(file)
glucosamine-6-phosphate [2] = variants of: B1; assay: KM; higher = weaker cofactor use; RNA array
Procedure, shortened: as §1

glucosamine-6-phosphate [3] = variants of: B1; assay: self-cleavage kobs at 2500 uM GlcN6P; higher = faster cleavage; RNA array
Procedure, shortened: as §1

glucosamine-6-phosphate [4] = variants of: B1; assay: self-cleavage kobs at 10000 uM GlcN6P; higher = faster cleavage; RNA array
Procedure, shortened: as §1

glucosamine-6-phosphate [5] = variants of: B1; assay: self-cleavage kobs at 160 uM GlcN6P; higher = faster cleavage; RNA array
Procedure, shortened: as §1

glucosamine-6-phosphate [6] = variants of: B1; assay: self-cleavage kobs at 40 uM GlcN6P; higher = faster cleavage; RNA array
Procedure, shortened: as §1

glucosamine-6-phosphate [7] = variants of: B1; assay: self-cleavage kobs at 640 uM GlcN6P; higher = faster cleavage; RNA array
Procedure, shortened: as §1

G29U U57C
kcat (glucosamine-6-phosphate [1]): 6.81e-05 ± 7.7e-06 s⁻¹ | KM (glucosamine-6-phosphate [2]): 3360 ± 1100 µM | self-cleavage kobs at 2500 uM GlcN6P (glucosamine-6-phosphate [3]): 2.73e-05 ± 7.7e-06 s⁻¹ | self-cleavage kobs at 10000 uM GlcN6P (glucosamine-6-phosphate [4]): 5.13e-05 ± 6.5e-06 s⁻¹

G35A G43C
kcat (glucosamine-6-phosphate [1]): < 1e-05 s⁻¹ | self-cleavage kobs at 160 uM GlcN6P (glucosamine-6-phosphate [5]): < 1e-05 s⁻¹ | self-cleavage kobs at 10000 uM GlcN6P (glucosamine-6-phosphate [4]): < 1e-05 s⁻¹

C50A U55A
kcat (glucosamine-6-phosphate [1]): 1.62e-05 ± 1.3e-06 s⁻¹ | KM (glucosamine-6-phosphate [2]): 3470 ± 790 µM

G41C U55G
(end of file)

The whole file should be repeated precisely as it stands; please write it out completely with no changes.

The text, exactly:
glucosamine-6-phosphate [2] = variants of: B1; assay: KM; higher = weaker cofactor use; RNA array
Procedure, shortened: as §1

glucosamine-6-phosphate [3] = variants of: B1; assay: self-cleavage kobs at 2500 uM GlcN6P; higher = faster cleavage; RNA array
Procedure, shortened: as §1

glucosamine-6-phosphate [4] = variants of: B1; assay: self-cleavage kobs at 10000 uM GlcN6P; higher = faster cleavage; RNA array
Procedure, shortened: as §1

glucosamine-6-phosphate [5] = variants of: B1; assay: self-cleavage kobs at 160 uM GlcN6P; higher = faster cleavage; RNA array
Procedure, shortened: as §1

glucosamine-6-phosphate [6] = variants of: B1; assay: self-cleavage kobs at 40 uM GlcN6P; higher = faster cleavage; RNA array
Procedure, shortened: as §1

glucosamine-6-phosphate [7] = variants of: B1; assay: self-cleavage kobs at 640 uM GlcN6P; higher = faster cleavage; RNA array
Procedure, shortened: as §1

G29U U57C
kcat (glucosamine-6-phosphate [1]): 6.81e-05 ± 7.7e-06 s⁻¹ | KM (glucosamine-6-phosphate [2]): 3360 ± 1100 µM | self-cleavage kobs at 2500 uM GlcN6P (glucosamine-6-phosphate [3]): 2.73e-05 ± 7.7e-06 s⁻¹ | self-cleavage kobs at 10000 uM GlcN6P (glucosamine-6-phosphate [4]): 5.13e-05 ± 6.5e-06 s⁻¹

G35A G43C
kcat (glucosamine-6-phosphate [1]): < 1e-05 s⁻¹ | self-cleavage kobs at 160 uM GlcN6P (glucosamine-6-phosphate [5]): < 1e-05 s⁻¹ | self-cleavage kobs at 10000 uM GlcN6P (glucosamine-6-phosphate [4]): < 1e-05 s⁻¹

C50A U55A
kcat (glucosamine-6-phosphate [1]): 1.62e-05 ± 1.3e-06 s⁻¹ | KM (glucosamine-6-phosphate [2]): 3470 ± 790 µM

G41C U55G